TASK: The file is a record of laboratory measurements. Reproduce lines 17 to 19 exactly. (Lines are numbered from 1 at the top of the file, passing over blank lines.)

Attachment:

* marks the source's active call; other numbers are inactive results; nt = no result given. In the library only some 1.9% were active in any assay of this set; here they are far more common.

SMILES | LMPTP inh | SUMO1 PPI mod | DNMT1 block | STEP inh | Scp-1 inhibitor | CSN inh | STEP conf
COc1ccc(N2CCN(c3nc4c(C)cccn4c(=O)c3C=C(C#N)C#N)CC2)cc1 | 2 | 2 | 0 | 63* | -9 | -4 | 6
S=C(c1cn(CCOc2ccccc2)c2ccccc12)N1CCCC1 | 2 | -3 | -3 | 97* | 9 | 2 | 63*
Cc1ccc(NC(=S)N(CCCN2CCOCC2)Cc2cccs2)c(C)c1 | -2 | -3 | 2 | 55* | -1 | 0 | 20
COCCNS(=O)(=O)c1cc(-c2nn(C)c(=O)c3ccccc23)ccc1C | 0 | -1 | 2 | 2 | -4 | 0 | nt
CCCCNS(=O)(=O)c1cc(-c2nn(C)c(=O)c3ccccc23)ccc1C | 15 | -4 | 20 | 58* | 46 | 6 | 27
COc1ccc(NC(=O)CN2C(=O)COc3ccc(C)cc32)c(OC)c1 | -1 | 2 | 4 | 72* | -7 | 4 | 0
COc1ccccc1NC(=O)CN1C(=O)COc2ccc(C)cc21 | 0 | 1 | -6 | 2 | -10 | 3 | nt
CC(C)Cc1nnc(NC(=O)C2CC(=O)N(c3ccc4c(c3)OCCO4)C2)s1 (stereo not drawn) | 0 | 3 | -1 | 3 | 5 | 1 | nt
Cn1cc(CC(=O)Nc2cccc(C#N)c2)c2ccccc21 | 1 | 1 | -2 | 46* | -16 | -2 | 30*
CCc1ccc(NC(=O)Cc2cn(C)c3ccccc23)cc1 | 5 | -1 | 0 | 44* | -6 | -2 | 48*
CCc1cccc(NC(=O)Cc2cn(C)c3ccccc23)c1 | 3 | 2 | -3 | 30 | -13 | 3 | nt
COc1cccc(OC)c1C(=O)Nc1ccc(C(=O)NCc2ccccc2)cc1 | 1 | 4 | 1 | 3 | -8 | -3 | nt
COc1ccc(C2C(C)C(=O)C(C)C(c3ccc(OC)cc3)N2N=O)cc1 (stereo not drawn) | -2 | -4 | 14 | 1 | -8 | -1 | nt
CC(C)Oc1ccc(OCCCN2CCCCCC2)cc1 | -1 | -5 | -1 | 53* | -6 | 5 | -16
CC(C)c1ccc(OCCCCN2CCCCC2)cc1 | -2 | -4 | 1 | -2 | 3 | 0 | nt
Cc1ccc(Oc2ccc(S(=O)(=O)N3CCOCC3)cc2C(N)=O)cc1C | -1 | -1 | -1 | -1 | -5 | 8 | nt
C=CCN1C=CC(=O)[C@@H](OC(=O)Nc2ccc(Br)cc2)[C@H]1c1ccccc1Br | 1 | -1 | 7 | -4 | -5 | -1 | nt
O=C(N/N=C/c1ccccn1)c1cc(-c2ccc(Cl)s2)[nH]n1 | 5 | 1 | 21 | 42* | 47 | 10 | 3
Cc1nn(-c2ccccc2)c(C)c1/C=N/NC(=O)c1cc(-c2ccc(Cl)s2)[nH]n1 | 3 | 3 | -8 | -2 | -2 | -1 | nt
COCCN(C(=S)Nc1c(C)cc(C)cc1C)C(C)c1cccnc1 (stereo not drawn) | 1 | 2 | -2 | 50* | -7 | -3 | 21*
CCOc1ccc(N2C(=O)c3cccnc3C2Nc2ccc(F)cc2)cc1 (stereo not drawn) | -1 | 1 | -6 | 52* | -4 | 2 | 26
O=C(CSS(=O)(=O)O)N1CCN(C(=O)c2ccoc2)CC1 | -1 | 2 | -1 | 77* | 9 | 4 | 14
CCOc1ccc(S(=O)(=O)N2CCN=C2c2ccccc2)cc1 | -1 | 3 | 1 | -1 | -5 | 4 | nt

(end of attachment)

CC(C)c1ccc(OCCCCN2CCCCC2)cc1 | -2 | -4 | 1 | -2 | 3 | 0 | nt
Cc1ccc(Oc2ccc(S(=O)(=O)N3CCOCC3)cc2C(N)=O)cc1C | -1 | -1 | -1 | -1 | -5 | 8 | nt
C=CCN1C=CC(=O)[C@@H](OC(=O)Nc2ccc(Br)cc2)[C@H]1c1ccccc1Br | 1 | -1 | 7 | -4 | -5 | -1 | nt